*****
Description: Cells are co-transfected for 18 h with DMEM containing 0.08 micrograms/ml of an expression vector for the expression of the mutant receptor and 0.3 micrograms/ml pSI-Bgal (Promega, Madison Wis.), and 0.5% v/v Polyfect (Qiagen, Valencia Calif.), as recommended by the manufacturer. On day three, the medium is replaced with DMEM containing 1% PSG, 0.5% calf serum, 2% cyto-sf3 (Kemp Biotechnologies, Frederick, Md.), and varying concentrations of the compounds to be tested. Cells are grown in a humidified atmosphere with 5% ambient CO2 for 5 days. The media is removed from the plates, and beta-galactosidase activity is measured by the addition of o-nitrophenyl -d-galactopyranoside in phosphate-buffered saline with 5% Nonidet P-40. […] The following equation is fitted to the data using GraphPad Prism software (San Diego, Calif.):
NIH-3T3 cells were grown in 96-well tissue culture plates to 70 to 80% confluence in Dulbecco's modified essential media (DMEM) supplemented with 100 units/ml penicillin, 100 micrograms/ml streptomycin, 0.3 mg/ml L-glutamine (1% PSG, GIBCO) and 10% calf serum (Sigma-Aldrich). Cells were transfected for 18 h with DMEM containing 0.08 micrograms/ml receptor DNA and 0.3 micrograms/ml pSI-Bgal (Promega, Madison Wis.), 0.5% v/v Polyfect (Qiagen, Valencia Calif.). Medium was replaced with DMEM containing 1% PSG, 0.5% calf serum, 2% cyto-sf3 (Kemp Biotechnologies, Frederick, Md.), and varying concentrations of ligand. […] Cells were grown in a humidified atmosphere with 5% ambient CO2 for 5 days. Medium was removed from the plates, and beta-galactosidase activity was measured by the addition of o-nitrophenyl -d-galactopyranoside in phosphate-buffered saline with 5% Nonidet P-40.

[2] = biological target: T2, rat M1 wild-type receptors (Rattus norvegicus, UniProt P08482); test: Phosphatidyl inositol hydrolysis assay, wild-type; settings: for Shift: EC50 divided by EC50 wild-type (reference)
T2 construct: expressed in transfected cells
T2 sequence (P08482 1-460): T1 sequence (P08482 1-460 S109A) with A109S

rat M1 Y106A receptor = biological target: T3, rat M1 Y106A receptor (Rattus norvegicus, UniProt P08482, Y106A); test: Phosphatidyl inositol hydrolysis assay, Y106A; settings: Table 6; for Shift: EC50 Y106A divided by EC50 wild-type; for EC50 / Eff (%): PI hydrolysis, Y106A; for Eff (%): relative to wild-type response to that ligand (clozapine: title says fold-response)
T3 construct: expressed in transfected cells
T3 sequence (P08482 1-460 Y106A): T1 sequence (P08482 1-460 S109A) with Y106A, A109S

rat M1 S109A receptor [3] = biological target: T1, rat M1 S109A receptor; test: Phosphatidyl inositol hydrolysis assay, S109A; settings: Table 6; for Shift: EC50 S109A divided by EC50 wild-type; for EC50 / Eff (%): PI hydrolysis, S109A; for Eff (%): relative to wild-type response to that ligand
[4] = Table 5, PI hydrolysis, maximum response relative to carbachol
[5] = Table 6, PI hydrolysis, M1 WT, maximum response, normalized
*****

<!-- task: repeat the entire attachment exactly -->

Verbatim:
Description: Cells are co-transfected for 18 h with DMEM containing 0.08 micrograms/ml of an expression vector for the expression of the mutant receptor and 0.3 micrograms/ml pSI-Bgal (Promega, Madison Wis.), and 0.5% v/v Polyfect (Qiagen, Valencia Calif.), as recommended by the manufacturer. On day three, the medium is replaced with DMEM containing 1% PSG, 0.5% calf serum, 2% cyto-sf3 (Kemp Biotechnologies, Frederick, Md.), and varying concentrations of the compounds to be tested. Cells are grown in a humidified atmosphere with 5% ambient CO2 for 5 days. The media is removed from the plates, and beta-galactosidase activity is measured by the addition of o-nitrophenyl -d-galactopyranoside in phosphate-buffered saline with 5% Nonidet P-40. […] The following equation is fitted to the data using GraphPad Prism software (San Diego, Calif.):
NIH-3T3 cells were grown in 96-well tissue culture plates to 70 to 80% confluence in Dulbecco's modified essential media (DMEM) supplemented with 100 units/ml penicillin, 100 micrograms/ml streptomycin, 0.3 mg/ml L-glutamine (1% PSG, GIBCO) and 10% calf serum (Sigma-Aldrich). Cells were transfected for 18 h with DMEM containing 0.08 micrograms/ml receptor DNA and 0.3 micrograms/ml pSI-Bgal (Promega, Madison Wis.), 0.5% v/v Polyfect (Qiagen, Valencia Calif.). Medium was replaced with DMEM containing 1% PSG, 0.5% calf serum, 2% cyto-sf3 (Kemp Biotechnologies, Frederick, Md.), and varying concentrations of ligand. […] Cells were grown in a humidified atmosphere with 5% ambient CO2 for 5 days. Medium was removed from the plates, and beta-galactosidase activity was measured by the addition of o-nitrophenyl -d-galactopyranoside in phosphate-buffered saline with 5% Nonidet P-40.

[2] = biological target: T2, rat M1 wild-type receptors (Rattus norvegicus, UniProt P08482); test: Phosphatidyl inositol hydrolysis assay, wild-type; settings: for Shift: EC50 divided by EC50 wild-type (reference)
T2 construct: expressed in transfected cells
T2 sequence (P08482 1-460): T1 sequence (P08482 1-460 S109A) with A109S

rat M1 Y106A receptor = biological target: T3, rat M1 Y106A receptor (Rattus norvegicus, UniProt P08482, Y106A); test: Phosphatidyl inositol hydrolysis assay, Y106A; settings: Table 6; for Shift: EC50 Y106A divided by EC50 wild-type; for EC50 / Eff (%): PI hydrolysis, Y106A; for Eff (%): relative to wild-type response to that ligand (clozapine: title says fold-response)
T3 construct: expressed in transfected cells
T3 sequence (P08482 1-460 Y106A): T1 sequence (P08482 1-460 S109A) with Y106A, A109S

rat M1 S109A receptor [3] = biological target: T1, rat M1 S109A receptor; test: Phosphatidyl inositol hydrolysis assay, S109A; settings: Table 6; for Shift: EC50 S109A divided by EC50 wild-type; for EC50 / Eff (%): PI hydrolysis, S109A; for Eff (%): relative to wild-type response to that ligand
[4] = Table 5, PI hydrolysis, maximum response relative to carbachol
[5] = Table 6, PI hydrolysis, M1 WT, maximum response, normalized